• If you ask to interview the application with the examiner’s SPE, the examiner may sit silently through the interview. When you ask any questions, the examiner may look at the SPE for an answer. In a particularly frustrating scenario, the SPE will then express deference to the examiner’s judgment, saying that the examiner will take your arguments into account during prosecution. Responsibility for decisions in your case may be passed around like a hot potato.

Examination Type #12: Let’s Make a Deal

“I’ll allow claims 5, 8, and 13 if you’ll cancel the rest.”

The principle of compact prosecution encourages an early resolution of easy decisions (openly acknowledging allowable claims, and quickly dispensing with claims that are clearly taught by the references), so that the applicant and examiner can focus on claims that are on the border of the prior art. In theory (and, occasionally, in practice), this process economizes the discussion and expedites the ultimate decision, for the benefit of the USPTO, the applicant, and the general public.

However, this discussion is still envisioned as a technical comparison of the claims to the references. Yet, some examiners approach the examination negotiation as a bargaining process over the total claim scope, with the goal of identifying a claim set that provides just enough claim scope to make the applicant happy, but not enough to get the examiner in trouble. Rather than a technical analysis, this examiner perceives patent examination and prosecution as a swap meet – a comparison of what each party wants, and some haggling resulting in an agreement in the middle.

It’s telling that these examiners are rarely interested in discussing the contents of each claim or the references. Rather, they seem to be judging the merit of each claim based on secondary considerations: Is the claim more than 3/4 of a page? Does it contain a mathematical formula? Does it recite a hyper-specific, intricate interrelationship of several parts?

But the most notable characteristic of this approach is the typical threat: “If we can’t reach an agreement, I’ll do some searching and then reject all of your claims under 103.” It’s disheartening that this threat is entirely consistent with 35 USC and 37 CFR, which provide very detailed instructions about whether a claim must be allowed or rejected in view of a particular set of references – but specify nothing at all about how much searching the examiner must conduct. An examiner is free to allow an application with absolutely no searching, or to conduct endless searching and issue an endless sequence of 103 rejections. Our patent law allows both tactics, and gives no indication of how much searching is too little (or too much!) As a result, examiners can and do use this discretion as a bargaining chip – which squarely conflicts with the spirit of our patent system, but totally in accordance with patent law.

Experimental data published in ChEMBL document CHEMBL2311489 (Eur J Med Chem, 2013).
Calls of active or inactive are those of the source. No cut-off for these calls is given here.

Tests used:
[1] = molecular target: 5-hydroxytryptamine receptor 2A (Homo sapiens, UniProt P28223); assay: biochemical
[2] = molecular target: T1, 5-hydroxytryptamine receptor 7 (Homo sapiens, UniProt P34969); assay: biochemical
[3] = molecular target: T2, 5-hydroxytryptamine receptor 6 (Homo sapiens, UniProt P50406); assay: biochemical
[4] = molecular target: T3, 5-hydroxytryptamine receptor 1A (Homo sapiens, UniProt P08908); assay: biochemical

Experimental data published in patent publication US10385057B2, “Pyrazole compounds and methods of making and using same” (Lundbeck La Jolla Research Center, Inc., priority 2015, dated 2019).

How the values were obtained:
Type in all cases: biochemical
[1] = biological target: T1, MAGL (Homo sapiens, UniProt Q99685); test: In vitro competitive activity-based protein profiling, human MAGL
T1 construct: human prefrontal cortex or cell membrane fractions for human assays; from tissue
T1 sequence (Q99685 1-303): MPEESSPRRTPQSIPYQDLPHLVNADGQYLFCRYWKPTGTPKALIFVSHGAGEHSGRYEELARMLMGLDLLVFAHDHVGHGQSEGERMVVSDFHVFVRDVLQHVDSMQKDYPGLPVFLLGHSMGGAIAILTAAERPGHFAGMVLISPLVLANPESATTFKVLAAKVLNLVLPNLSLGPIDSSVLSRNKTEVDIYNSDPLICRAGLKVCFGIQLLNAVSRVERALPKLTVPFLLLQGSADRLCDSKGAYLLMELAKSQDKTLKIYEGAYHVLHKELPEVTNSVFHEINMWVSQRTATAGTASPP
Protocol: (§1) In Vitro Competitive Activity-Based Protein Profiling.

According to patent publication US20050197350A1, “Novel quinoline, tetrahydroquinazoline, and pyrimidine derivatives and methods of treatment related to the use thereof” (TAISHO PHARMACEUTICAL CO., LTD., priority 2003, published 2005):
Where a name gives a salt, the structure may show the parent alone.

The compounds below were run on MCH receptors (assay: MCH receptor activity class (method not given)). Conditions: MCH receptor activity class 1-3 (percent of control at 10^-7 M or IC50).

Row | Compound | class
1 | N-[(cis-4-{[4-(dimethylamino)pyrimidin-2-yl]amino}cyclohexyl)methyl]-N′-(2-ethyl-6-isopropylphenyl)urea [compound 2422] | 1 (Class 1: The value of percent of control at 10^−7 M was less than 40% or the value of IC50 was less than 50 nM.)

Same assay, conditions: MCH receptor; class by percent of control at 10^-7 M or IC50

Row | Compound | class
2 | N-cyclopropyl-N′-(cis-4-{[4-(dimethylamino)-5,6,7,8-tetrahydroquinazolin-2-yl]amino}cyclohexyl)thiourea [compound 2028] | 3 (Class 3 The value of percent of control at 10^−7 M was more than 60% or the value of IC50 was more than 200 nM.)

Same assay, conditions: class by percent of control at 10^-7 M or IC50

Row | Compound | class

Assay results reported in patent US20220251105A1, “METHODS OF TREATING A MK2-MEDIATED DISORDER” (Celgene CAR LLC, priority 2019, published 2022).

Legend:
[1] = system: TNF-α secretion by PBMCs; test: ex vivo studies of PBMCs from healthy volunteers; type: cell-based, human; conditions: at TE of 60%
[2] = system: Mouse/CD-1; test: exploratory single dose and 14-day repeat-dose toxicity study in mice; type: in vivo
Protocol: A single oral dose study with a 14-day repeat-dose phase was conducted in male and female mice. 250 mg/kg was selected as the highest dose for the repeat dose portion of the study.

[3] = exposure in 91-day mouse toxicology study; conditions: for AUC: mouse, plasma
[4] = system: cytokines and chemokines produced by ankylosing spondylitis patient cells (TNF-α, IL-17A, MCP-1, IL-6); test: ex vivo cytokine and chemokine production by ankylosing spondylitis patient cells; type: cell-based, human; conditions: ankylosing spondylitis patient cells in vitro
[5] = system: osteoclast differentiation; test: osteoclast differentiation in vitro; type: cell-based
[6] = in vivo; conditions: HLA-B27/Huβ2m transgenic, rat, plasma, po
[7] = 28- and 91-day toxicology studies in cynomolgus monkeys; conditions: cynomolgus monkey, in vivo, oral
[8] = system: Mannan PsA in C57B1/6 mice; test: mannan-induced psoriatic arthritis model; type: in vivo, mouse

• This examiner frequently cites time pressure as the reason for keeping the discussion non-technical: “I need to make a decision in the next two days.” An especially popular example is calling with a proposed allowance deal near the end of a by-week. On the other hand, particularly aggressive examiners may insist on receiving your agreement to an examiner’s amendment by the end of an interview or conversation, on penalty of having your application forevermore rejected. Responses like “I need to get my client’s consent to make such significant changes” only prompt the examiner’s irritation and skepticism.

  • Unlike many other examiner types, this examiner is willing, and even eager, to discuss options for claim amendments – putting elements into the claim, taking elements out, making claim terms more terse or more specific, etc. It’s all part of the “wheeling and dealing” that this examiner enjoys: “I’ll allow the claim without this limitation, but only if you agree to make this definition more specific and state this specific condition.” Oddly, the claim amendments on which the examiner insists may have nothing to do with the cited references or the point of novelty: they simply adjust non-technical factors, like claim length and complexity, on which the examiner is basing the decision. (And on the other hand, haggling over the contents of claim language is more palatable to this examiner than discussing the technical content of the claims and references.)